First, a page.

German TV director Uli Edel, who previously gave us the Shakespeare reworking, THE KING OF TEXAS (2002) with Patrick Stewart, does a serviceable job remaking Lang's seminal silent film. Clocking in at just over three hours long, this sucker moves like a downhill freight train, frantically trying to stuff ten pounds of epic into a five pound bag of holding. This is with the script only adapting what is essentially only one part of Wagner's opera, "Gotterdammerung". Edel directs the film with a solemnity that almost makes it feel like a '60 period epic in its earnestness. This is a double edged sword because on the one hand, the production believes in its telling of a great, centuries old masterpiece, unlike say CLASH OF THE TITANS (2010), in which it felt like those involved with the production just wanted to get it over with so they could go home. On the other hand, that sort of intentness of purpose is undermined by egregious miscasting of Benno Fürmann, who, to be fair, does have a sign of life, unfortunately that sign reads "out to lunch". Not only does he look a little creepy, but his reading of certain scenes are bordering on juvenile. Perhaps it's due to the fact that he is supposed to be playing a part that is half his age, but it comes off like he is a mentally disabled side of beefcake and it's hard to see why these beautiful women are throwing themselves at him. Actually, come to think of it, that is pretty much true to life.
The three credited screenwriters Diane Duane, Peter Morwood and Uli Edel, seem to want to say a lot of things about some heady subjects such as the conflict between the still relatively new-ish Catholicism and the pagan gods, who are here identified strangely by their Greek names. After a voice-over narrator tells us of this clash is continuing in the last place on earth where Christianity hasn't dominated, there really isn't much made of it after that. At one point Siegfried's adopted father Eyvind off-handedly remarks "the Christians... they're a strange lot." In another scene, during the celebration of the dragon's killing, Eyvind puts the moves on a Christian woman, who likes the way he swings his hammer and tells him that she will be a pagan that night. Forget the whole "my Maserati is parked out back" routine, the "Thor is my god" line works like a charm! Other than that, the profound statements seem to have gone missing somewhere along the line. The other thing that seems to have been lost along the way is Siegfried's complicity in his own downfall. Here Siegfried is a pretty nice guy who may let things go to his head a bit, but when it comes to all the dirty work, Siegfried is persuaded by others instead of coming up with the ideas himself. It heightens the tragic aspect, I guess, but it also hobbles the morality play. It's also interesting that the details are fudged a little bit to make it more like LORD OF THE RINGS. The golden circle is complete.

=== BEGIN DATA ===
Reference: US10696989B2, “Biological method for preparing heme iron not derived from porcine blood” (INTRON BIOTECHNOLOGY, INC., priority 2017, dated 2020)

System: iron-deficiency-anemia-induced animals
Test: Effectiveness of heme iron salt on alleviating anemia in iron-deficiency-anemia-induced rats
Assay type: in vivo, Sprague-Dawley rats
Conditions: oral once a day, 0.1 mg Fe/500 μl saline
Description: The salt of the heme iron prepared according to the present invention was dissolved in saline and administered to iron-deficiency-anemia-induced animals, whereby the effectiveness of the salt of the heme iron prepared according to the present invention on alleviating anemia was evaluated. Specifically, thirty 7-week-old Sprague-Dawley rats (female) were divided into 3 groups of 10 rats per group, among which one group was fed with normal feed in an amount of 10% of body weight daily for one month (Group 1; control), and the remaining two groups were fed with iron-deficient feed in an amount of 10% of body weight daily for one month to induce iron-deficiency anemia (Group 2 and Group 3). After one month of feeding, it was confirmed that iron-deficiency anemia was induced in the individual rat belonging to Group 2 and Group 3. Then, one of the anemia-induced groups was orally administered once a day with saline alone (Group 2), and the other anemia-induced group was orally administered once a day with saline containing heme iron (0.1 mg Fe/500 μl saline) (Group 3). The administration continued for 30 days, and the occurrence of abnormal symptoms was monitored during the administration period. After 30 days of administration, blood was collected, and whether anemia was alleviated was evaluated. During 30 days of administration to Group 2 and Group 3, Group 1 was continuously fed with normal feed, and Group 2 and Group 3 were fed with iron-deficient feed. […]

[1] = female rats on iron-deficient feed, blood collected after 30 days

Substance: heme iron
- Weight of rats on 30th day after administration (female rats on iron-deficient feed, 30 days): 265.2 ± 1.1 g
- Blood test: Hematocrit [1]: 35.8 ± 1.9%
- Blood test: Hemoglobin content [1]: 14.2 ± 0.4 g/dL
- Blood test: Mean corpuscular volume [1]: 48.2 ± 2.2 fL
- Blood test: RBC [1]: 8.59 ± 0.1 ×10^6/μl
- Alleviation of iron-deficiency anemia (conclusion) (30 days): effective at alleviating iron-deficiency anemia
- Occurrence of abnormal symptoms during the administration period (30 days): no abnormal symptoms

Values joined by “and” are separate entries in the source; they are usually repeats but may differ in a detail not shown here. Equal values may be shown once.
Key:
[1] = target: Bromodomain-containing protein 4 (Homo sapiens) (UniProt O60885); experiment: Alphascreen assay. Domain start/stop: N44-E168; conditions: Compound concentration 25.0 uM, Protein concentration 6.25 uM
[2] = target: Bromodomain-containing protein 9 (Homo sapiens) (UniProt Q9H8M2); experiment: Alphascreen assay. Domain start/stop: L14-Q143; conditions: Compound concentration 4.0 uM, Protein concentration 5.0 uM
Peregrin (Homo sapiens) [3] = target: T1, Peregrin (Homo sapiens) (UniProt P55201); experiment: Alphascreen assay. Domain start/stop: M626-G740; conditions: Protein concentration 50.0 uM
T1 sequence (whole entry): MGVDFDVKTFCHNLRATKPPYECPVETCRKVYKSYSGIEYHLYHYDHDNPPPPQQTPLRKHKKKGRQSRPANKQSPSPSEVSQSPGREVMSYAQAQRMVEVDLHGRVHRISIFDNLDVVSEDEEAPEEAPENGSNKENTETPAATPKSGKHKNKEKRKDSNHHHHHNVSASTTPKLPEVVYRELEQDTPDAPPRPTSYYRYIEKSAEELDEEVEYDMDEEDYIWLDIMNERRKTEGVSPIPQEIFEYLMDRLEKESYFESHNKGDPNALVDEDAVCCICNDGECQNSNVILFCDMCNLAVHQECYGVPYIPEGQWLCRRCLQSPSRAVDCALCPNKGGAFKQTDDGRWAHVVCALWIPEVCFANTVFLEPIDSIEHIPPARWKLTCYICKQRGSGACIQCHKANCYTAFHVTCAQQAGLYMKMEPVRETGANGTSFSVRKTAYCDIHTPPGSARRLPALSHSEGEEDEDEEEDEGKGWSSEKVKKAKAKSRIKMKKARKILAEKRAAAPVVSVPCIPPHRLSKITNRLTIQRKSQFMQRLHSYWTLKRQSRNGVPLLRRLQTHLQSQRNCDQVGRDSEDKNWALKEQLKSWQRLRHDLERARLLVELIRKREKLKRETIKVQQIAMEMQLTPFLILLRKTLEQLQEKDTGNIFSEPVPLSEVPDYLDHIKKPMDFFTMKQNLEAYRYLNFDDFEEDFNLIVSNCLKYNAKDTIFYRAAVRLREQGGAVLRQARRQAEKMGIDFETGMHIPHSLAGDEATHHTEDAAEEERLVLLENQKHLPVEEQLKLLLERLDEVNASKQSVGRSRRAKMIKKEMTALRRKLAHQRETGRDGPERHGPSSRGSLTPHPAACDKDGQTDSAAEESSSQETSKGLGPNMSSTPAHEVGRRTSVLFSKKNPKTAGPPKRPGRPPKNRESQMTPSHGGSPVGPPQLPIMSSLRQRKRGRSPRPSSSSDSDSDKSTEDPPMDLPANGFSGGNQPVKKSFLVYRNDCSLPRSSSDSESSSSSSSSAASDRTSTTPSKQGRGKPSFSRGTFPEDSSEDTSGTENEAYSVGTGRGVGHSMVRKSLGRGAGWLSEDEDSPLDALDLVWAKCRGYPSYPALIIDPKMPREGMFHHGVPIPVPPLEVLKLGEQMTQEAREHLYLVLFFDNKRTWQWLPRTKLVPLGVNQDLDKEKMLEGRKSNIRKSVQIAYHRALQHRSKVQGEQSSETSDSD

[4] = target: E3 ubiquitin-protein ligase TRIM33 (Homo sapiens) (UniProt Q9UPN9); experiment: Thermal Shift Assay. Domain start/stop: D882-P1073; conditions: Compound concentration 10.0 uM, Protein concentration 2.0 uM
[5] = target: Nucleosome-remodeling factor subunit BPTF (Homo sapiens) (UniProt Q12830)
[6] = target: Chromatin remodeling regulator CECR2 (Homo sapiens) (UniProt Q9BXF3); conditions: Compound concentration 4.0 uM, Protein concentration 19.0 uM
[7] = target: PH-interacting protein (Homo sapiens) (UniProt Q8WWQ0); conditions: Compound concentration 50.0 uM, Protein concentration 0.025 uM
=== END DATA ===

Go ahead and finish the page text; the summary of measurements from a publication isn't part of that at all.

|The first Brünnhilde and the latest.|